Yesterday, a commenter asked:

Is there something meaningful and important to take away from the details of this trial? Or is this just gawking and voyeurism?

Other commenters answered the question pretty well, I think. But today gives me a good opportunity to add my two cents. First, though—and hopefully this will help you understand where I'm coming from—a recap of what happened this morning in court.

As the trial headed further into its fourth and perhaps final week, King County Superior Court Judge Michael Hayden pressed ahead with plans for Isaiah Kalebu to testify in his own defense tomorrow, despite objections raised by prosecutors and Kalebu's own lawyers.

After a meeting with Kalebu's defense team in his private chambers to discuss certain concerns that couldn't be aired in court, Judge Hayden declared that Kalebu will indeed be brought to court tomorrow to testify, in restraints that will be hidden from the jurors.

The planned restraints: Leather wrist and ankle straps that will hold Kalebu to a courtroom chair that is to be set behind a courtroom table draped in fabric, so as to hide the fact that Kalebu is being held down. In addition: A remote-control, Taser-like device will be strapped to Kalebu's body beneath his clothes. This device is only to be used, the judge said, in the event of actual physical violence or an otherwise unstoppable escape attempt by Kalebu—not in the event that Kalebu returns to his previous harangues or other kinds of verbal disruption.

If Kalebu does become verbally disruptive or engage in inappropriate testimony, the judge will immediately send the jury out, end Kalebu's testimony, and send Kalebu back upstairs to watch the proceedings from a separate courtroom.

The reason for all of this elaborate accommodation, which will take at least a dozen people, and probably more, many hours to prepare: Kalebu has a right to testify in his own defense.

He has a right to testify in his own defense, Judge Hayden said, even if his own lawyers—as is the case here—have already declined to question him on the stand.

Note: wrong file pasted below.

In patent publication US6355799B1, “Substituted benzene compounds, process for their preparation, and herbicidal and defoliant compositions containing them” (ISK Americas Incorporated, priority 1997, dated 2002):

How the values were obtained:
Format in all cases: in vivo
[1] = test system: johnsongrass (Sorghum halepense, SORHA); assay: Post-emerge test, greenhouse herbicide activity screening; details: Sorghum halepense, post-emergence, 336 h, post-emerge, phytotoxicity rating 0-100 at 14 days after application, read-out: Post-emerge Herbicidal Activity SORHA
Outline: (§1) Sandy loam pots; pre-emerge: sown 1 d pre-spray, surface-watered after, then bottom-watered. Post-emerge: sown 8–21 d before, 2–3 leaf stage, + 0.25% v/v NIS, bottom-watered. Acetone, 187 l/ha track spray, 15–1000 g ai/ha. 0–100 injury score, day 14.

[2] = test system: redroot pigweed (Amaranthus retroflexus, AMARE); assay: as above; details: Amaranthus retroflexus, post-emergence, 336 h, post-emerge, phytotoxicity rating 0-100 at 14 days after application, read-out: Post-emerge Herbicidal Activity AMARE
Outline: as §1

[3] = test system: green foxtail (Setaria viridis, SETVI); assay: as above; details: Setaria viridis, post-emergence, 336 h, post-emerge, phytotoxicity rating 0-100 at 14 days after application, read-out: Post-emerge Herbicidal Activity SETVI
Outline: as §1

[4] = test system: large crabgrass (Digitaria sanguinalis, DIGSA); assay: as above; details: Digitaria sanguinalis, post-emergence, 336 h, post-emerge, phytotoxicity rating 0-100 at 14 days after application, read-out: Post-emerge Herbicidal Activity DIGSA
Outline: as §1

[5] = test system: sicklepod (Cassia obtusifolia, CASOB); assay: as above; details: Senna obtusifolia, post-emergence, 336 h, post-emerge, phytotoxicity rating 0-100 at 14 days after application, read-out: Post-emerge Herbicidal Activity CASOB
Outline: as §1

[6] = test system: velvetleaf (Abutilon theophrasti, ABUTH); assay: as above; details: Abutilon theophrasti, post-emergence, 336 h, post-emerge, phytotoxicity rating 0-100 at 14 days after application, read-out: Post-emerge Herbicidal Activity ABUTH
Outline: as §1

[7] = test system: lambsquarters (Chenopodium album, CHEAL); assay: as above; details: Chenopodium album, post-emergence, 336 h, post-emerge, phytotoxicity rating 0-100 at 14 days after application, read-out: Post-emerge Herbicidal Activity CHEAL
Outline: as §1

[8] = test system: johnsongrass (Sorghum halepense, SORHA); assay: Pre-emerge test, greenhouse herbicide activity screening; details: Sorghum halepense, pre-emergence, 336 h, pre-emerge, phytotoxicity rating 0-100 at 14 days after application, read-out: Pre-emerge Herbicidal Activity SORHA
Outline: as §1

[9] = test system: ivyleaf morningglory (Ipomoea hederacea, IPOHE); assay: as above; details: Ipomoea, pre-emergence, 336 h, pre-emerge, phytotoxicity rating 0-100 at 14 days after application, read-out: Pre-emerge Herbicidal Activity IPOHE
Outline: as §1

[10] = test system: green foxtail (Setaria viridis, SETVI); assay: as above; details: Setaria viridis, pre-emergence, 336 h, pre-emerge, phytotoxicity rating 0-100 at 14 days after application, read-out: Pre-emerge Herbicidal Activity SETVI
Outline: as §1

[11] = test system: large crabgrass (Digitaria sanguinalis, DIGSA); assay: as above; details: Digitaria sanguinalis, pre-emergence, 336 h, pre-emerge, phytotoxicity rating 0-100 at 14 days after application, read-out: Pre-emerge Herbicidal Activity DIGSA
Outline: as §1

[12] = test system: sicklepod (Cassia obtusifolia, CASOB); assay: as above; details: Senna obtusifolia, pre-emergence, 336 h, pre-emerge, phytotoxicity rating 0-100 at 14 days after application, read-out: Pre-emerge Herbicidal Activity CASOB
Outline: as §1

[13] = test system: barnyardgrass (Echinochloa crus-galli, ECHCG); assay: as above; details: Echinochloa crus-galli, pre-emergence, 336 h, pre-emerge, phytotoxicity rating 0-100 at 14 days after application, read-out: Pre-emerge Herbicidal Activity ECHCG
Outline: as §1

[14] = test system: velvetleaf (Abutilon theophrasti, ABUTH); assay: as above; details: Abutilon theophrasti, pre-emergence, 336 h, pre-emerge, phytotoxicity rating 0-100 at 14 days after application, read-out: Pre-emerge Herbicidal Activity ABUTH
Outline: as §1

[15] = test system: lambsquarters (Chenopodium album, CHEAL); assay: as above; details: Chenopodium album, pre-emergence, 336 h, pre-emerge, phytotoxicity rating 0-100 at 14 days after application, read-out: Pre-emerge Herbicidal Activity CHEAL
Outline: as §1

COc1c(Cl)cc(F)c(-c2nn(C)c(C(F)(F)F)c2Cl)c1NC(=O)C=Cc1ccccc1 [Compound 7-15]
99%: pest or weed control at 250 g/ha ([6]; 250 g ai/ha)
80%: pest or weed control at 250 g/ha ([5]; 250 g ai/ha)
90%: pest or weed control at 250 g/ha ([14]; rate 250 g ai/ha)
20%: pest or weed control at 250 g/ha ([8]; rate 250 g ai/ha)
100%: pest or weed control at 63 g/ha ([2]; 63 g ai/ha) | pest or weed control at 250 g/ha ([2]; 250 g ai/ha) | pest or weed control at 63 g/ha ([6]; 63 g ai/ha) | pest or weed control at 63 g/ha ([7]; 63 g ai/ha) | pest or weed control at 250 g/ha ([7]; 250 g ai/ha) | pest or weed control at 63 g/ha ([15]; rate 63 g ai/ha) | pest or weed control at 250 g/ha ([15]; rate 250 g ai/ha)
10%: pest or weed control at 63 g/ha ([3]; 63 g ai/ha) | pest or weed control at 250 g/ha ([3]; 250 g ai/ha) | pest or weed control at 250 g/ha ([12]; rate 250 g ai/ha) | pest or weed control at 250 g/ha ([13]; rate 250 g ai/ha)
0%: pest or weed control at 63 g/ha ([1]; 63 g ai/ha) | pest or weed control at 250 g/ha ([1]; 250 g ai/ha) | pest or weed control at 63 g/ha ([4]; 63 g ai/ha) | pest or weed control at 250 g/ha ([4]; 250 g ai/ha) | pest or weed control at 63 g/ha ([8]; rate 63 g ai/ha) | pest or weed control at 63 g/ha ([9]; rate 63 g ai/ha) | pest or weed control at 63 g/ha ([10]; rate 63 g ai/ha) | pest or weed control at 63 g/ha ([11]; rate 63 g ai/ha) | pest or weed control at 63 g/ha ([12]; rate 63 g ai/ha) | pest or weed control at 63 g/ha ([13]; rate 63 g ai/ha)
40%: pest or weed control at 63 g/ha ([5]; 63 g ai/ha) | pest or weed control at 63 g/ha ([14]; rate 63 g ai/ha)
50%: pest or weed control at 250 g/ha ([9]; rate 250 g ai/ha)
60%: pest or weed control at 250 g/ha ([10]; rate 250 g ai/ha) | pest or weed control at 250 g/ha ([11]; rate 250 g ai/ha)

To deal with the fact that Kalebu's attorneys have a duty to not knowingly elicit false evidence, and to accommodate Kalebu attorney Michael Schwartz's contention that questioning Kalebu is not likely to produce anything "material or relevant," Judge Hayden has a plan. The plan is for Kalebu to write out the questions he wants to be asked. Then Schwartz will ask them, and the prosecution, the judge—and who knows, maybe even the defense too—will object, as usual, if they hear any inappropriate questions or answers.

Given all of this, and Kalebu's history in court, his testimony tomorrow may not last very long. But it will certainly be interesting and important, and this gets me to my answer to the question from yesterday's commenter.

I'm not writing all of this so that I myself—or Slog readers—can gawk at a disturbed individual accused of a heinous crime.

I'm trying to show you how the system your tax dollars pay for works (and, sometimes, doesn't).

I'm trying to convey some sense of the riddle of dealing with extremely unstable accused criminals. (Kalebu has repeatedly been ruled competent to stand trial. He's also been banned from most of his own trial because of his uncontrollable outbursts. Kalebu has repeatedly been deemed mentally ill. He's also, according to his attorneys, not being given needed psychotropic medication by the King County Jail. Kalebu is bi-polar according to some psychiatrists who have evaluated him, schizophrenic according to his mother, and suicidal according to his jailers. He's also, according to prosecutors and witnesses, a shrewd, calculating, manipulative rapist and murderer.)

I'm trying to show how far we sometimes go to honor the rule of law, and the weird contortions and exertions that sometimes involves, and how there are also limits to the advantage a person can take of his or her fundamental rights. (As Judge Hayden told Kalebu today, if he plans to show up tomorrow, after all this effort to let him speak in his own defense, and then stage a huge outburst in front of the jury in the hopes that it will result in a mistrial—well, as Judge Hayden put it, "Do not expect that you can simply walk into court, act up, and thereby get a new trial.”)

I'm trying to convey a sense of what has already been lost because of Kalebu's alleged crimes, what cannot be repaired, and what tremendously difficult and courageous things have been done in response.

Finally, I'm trying to perform a basic function of the press: covering court proceedings.

I'm comfortable with those motives. Whether anything meaningful or important comes from them is for others to judge.